ATLANTIC CITY — The real estate company that has owned the former Atlantic Club Casino Hotel for the past five years said it has sold the property to a New York City-based investment and construction firm.

TJM Properties of Florida said Tuesday it sold the shuttered casino-hotel to Colosseo Atlantic City Inc. A spokesperson for TJM said the sale was completed last week.

“We have made every effort to find a buyer who could realize the potential of the Atlantic Club Casino Hotel,” said Matt Bradley, one of the heads of development and operations for TJM who handled the sale. “We are confident that with their extensive experience in construction and redeveloping larger properties, Colosseo is the right company for the job.”

No sale price was provided. A deed transfer has not yet been recorded with the Atlantic County Clerk’s Office.

“We are looking forward to working in Atlantic City and restoring such a great property,” Colosseo’s principal, Rocco Sebastiani, said in a statement.

A deed restriction preventing the property from operating as a casino remains in place.

Sebastiani told The Associated Press he plans to operate the building as a noncasino hotel.

“We’re going to renovate the property and reopen it as an 800-room hotel with new retail and new food and beverage offerings,” he said.

Sebastiani said he was drawn to “the challenge” of turning around the historic property.

“It’s got a lot of renovating that needs to be done; that’s what we do,” he said. “We buy assets that need a lot of work and bring them up to market.”

The Atlantic Club closed in January 2014 and was purchased four months later by TJM for $13.5 million from an affiliate of Caesars Entertainment Corp. TJM has come close to selling the property on several occasions.

“This is great news for our city,” said Council President Marty Small Sr. “The Atlantic Club has been rumored to be sold for a long time, now it’s a reality. This is another indication of investor confidence, which is a great outlook on the future of our city.”

Rummy Pandit, executive director of the Lloyd D. Levenson Institute of Gaming, Hospitality and Tourism at Stockton University, said reopening the former Atlantic Club would “rejuvenate” the area of the Boardwalk near the university’s city campus.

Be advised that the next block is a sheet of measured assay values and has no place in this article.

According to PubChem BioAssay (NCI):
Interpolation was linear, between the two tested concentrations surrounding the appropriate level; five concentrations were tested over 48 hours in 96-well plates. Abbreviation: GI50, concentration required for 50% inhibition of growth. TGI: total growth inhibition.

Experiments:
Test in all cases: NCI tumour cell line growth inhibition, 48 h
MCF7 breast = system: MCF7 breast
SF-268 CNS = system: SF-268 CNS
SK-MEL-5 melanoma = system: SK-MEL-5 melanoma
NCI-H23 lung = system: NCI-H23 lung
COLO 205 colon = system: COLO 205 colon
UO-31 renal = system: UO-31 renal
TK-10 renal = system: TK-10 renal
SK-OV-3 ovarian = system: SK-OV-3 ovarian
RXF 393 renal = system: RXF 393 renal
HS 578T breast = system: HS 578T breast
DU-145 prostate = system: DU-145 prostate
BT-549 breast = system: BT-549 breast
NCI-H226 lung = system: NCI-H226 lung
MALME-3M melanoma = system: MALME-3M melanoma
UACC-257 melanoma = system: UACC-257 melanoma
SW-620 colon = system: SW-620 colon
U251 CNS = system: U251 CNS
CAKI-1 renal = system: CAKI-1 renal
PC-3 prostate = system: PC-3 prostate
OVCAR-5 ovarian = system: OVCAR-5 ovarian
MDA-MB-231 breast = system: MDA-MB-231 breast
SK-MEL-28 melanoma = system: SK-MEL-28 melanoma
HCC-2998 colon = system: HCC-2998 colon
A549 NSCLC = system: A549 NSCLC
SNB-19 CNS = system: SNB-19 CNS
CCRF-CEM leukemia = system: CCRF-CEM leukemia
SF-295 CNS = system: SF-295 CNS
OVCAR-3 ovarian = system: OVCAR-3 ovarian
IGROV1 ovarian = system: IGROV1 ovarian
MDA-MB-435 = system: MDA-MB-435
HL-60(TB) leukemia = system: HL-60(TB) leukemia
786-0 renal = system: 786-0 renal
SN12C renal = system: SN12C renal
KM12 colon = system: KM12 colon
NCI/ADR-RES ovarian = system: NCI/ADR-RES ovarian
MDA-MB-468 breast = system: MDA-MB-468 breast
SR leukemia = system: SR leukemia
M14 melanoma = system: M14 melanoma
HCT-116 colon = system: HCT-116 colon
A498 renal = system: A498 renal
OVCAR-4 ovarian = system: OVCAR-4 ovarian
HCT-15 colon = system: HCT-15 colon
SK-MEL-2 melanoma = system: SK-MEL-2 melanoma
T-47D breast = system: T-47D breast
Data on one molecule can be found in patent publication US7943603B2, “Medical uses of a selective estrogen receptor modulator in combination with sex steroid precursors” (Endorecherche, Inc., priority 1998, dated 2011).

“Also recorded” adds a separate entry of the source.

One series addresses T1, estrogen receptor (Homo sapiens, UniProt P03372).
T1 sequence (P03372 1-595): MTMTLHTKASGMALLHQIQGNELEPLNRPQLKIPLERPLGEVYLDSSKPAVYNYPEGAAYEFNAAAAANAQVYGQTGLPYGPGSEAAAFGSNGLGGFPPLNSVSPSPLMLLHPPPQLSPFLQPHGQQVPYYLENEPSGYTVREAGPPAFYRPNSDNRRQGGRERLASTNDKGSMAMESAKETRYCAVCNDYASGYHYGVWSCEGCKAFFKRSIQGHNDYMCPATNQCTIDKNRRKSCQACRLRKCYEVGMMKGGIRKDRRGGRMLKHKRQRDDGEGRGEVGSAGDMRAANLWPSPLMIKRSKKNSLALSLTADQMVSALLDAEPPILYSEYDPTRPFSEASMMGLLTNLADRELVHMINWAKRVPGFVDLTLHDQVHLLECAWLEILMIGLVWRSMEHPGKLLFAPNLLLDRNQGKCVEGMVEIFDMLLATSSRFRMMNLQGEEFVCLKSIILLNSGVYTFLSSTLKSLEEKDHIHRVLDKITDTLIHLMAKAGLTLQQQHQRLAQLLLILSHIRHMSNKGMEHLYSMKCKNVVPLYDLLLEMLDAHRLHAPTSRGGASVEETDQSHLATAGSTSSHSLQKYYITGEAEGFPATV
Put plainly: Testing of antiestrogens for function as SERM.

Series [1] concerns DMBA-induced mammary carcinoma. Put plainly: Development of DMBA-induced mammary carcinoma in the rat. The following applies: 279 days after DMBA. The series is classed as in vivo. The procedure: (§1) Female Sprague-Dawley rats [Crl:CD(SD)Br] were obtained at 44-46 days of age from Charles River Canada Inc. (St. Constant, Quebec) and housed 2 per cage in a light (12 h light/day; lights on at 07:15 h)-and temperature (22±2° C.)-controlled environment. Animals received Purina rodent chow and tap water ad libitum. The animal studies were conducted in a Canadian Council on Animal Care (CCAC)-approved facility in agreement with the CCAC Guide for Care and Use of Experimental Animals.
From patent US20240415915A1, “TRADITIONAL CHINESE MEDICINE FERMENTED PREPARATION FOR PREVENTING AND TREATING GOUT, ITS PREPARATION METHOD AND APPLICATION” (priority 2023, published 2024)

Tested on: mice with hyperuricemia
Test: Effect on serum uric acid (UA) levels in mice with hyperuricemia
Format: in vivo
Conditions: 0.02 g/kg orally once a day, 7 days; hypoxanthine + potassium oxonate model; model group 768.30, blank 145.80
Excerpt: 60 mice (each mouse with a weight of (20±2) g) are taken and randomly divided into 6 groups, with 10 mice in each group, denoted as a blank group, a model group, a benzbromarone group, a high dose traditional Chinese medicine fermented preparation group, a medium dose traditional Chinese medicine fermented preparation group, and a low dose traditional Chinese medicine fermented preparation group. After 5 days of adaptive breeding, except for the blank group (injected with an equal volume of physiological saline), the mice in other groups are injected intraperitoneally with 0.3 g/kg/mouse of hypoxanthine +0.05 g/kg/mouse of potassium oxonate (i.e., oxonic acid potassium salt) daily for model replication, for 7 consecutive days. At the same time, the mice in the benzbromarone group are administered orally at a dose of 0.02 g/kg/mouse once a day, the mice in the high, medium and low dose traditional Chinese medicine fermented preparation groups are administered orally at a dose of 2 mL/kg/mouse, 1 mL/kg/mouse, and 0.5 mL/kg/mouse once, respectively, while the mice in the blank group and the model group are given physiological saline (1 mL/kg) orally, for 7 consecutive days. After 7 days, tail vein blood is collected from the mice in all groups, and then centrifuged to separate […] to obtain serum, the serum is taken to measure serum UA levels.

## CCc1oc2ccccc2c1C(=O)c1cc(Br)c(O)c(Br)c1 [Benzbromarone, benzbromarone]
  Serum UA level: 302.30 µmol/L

“If the property is marketed to a predefined segment, it’s going to be very successful,” Pandit said. “Its location is amazing. ... So this end of the Boardwalk would certainly benefit from that.”

In 2017, a Ventnor development group wanted to buy the casino and turn it into a water park, but the plan died.

Another deal collapsed a year prior when Pennsylvania-based Endeavor Property Group could not secure funding to buy the property.

Stockton was in talks to purchase the Atlantic Club, as well. The school was interested in the nine-level parking garage but wanted the casino and hotel property demolished. The deal fell through in September 2018.

Most recently, in March, TJM canceled a notice to sell the shuttered property to Philadelphia-based Jeffrey Smolinsky of North American Acquisitions, Atlantic County real estate records show.

TJM still owns Atlantic City’s Claridge Hotel. The 89-year-old property was purchased from Caesars Entertainment in 2014 for $12.5 million.

The Associated Press contributed to this report.

Contact: 609-272-7241

mbilinski@pressofac.com

Twitter @ACPressMollyB

Staff Writer

My beat is public safety, following police and crime. I started in January 2018 here at the Press covering Egg Harbor and Galloway townships. Before that, I worked at the Reading Eagle in Reading, Pa., covering crime and writing obituaries.

Staff Writer

I cover Atlantic City government and the casino industry since joining The Press in early 2018. I formerly worked as a politics & government reporter for NJ Herald and received the First Amendment: Art Weissman Memorial NJPA Award two years in a row.

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